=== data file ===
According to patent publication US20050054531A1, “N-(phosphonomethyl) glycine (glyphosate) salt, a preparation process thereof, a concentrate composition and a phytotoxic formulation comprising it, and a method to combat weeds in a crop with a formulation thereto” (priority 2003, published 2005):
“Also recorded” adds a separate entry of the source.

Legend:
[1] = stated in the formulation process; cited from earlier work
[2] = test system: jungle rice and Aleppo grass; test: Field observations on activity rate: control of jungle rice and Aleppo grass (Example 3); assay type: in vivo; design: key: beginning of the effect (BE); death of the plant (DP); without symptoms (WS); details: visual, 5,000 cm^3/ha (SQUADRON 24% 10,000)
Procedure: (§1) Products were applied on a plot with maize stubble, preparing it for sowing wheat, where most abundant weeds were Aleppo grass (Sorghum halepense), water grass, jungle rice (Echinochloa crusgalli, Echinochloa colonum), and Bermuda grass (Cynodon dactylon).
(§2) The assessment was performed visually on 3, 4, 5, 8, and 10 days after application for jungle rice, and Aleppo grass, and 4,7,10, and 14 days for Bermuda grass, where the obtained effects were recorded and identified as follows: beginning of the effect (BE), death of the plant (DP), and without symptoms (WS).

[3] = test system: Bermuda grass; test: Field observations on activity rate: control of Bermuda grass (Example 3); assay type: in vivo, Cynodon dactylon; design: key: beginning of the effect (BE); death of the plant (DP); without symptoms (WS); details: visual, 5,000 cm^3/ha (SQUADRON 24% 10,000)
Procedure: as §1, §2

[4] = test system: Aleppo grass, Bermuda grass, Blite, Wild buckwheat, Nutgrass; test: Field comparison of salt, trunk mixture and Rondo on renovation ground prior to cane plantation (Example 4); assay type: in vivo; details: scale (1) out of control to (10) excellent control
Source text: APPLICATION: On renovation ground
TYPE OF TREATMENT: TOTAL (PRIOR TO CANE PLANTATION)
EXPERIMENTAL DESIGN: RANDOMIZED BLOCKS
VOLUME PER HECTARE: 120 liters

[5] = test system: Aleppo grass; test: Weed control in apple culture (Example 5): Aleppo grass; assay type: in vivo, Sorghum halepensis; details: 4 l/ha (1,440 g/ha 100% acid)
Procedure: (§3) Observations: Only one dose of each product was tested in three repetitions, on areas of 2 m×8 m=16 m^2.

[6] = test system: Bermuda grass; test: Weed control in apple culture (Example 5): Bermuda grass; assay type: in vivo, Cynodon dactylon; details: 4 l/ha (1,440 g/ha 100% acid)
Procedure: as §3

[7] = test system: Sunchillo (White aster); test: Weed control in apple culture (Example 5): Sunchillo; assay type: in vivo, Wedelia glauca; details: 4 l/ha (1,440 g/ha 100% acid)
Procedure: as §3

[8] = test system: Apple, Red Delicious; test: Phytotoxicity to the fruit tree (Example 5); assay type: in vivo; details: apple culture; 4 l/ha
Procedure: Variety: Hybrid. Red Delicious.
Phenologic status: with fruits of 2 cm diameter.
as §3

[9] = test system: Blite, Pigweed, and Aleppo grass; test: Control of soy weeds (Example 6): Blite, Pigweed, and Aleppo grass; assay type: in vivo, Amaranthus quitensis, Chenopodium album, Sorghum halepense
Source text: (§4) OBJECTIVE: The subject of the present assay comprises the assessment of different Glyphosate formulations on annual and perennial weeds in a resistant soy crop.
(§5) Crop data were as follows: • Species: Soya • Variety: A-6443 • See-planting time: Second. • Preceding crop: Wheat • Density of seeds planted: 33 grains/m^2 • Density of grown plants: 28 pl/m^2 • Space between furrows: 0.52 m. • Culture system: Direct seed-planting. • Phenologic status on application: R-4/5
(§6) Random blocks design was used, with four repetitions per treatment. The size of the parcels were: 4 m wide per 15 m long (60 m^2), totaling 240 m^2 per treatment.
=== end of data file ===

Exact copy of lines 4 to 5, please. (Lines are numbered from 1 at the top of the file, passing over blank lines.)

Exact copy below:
[1] = stated in the formulation process; cited from earlier work
[2] = test system: jungle rice and Aleppo grass; test: Field observations on activity rate: control of jungle rice and Aleppo grass (Example 3); assay type: in vivo; design: key: beginning of the effect (BE); death of the plant (DP); without symptoms (WS); details: visual, 5,000 cm^3/ha (SQUADRON 24% 10,000)